We watched as you learned about Noah and the Ark, we laughed when you were fidgety at your baptism, we sang Jesus Love Me alongside you, we talked with you as you wrestled with the tough questions of faith, we had tears in our eyes as you professed your faith for the first time, and we sat in awe as you preached your sermons on Youth Sunday. It is a difficult process to learn, and often it feels like you are standing in a room dimly lit, or perhaps sitting in a room dimly lit, hunched over your late night algebra homework or putting the finishing touches on an essay.
And there were those dark times too. Heartbreaks and disagreements, fender benders and disappointments, bad report cards and not to mention that whole super awkward middle school metamorphosis stage. No doubt at those times, our graduates found themselves wondering, “where is God in all this?” “What is the point?” “How do I fit into this story?” But those dark times did not last forever. You scored touchdowns, aced classes, took your curtain calls, and taught kids how to catch a baseball.
You began to see that some of your questions about God had answers. You saw God’s love as you went on Mission Trips, felt the exhilaration of Youth Camps at Mo Ranch, and began to realize the gifts God gave you as you served the church of Jesus Christ. And then, one by one, your acceptance letters began to arrive in mail and we watched with joy as you read the word, “Congratulations” printed on collegiate letterhead. And we stand with you now, as you are about to graduate and take the next big steps in your life, and we find ourselves saying “we still have many things we want to say to you, but you cannot bear them now.”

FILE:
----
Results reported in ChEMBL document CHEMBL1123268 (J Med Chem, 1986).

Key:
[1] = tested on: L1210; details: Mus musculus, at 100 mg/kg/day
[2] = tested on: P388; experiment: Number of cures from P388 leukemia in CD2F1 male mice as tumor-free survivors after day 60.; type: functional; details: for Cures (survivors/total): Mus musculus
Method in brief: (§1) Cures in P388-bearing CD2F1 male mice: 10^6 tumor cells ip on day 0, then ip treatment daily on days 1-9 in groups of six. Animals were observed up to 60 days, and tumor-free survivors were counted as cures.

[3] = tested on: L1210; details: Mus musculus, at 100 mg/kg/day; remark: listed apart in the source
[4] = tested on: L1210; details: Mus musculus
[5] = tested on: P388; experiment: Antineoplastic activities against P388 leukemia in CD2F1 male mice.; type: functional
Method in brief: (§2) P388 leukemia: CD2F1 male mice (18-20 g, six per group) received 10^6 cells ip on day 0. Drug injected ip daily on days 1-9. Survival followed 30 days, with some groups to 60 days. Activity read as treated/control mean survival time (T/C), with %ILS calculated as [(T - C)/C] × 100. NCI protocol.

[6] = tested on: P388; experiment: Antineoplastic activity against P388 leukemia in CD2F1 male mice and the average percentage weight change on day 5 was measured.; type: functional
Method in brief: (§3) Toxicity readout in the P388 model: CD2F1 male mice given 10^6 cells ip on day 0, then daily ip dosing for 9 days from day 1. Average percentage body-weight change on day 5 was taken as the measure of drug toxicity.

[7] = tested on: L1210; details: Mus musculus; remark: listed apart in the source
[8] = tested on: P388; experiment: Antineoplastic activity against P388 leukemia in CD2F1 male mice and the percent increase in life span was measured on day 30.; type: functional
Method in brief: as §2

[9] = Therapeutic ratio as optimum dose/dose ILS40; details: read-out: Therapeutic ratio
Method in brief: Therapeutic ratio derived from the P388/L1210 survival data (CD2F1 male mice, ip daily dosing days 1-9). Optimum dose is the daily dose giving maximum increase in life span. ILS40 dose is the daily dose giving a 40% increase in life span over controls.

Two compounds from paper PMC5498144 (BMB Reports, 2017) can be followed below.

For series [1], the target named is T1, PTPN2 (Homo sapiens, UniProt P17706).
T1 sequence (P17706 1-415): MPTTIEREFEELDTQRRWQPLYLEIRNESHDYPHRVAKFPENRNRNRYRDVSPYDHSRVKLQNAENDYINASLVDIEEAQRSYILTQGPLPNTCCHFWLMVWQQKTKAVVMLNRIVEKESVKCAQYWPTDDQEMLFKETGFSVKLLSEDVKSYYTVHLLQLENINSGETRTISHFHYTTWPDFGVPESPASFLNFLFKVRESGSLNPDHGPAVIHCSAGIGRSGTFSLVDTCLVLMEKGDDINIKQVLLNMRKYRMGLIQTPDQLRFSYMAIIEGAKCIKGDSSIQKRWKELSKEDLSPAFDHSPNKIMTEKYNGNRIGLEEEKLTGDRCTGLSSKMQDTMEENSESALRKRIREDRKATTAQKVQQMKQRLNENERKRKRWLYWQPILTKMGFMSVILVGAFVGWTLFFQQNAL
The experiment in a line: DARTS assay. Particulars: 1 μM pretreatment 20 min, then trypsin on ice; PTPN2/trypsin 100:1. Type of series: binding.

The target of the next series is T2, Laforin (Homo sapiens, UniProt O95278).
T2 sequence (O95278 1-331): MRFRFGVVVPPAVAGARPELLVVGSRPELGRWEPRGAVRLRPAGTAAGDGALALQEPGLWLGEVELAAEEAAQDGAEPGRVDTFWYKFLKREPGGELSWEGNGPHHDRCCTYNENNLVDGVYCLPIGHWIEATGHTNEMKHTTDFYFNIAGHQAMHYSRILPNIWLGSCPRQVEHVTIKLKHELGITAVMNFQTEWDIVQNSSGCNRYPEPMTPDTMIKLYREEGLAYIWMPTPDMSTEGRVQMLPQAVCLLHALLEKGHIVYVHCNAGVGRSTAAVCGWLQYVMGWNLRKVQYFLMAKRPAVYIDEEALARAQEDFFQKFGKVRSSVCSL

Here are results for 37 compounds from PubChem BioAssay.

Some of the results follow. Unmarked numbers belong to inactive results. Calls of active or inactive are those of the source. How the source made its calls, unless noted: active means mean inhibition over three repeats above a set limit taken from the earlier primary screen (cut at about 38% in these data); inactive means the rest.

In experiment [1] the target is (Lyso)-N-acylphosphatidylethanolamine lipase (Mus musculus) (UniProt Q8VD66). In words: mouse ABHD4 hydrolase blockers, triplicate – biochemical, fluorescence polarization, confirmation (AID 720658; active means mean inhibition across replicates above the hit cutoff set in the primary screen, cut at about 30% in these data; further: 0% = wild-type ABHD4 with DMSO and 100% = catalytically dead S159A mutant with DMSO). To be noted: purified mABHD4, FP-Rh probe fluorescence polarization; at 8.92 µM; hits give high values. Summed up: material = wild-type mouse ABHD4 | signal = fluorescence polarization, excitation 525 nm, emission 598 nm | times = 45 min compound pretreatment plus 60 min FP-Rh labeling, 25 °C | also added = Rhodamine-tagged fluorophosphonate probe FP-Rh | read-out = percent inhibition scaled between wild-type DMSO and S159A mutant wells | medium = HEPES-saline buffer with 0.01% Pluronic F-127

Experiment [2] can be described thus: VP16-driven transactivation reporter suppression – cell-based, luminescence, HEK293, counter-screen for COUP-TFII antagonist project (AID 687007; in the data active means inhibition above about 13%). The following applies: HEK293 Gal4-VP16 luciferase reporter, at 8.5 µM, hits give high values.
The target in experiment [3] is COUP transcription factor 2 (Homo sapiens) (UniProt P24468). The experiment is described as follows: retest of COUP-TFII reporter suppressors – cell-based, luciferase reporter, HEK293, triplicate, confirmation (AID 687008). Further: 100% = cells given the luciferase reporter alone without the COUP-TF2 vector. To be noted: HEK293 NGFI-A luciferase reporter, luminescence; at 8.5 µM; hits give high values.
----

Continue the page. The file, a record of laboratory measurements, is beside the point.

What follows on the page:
Because now is the time for you to go from this place into new realms of adventure. New teachers, new friends, new experiences. But we know that the Spirit of Truth will be with you, in roaring wind and dancing flame, new words and bold proclamations. We know that the Spirit of Truth will be your guide and guard. And the message that the Spirit will say to you is clear. Go and tell what you have seen. Share this good news of the Gospel in the name of God, through the Son, by the power of the Holy Spirit. Change the world. Bring peace. Spread hope. Be love. It has indeed been a long journey. But now, graduates, you are ready.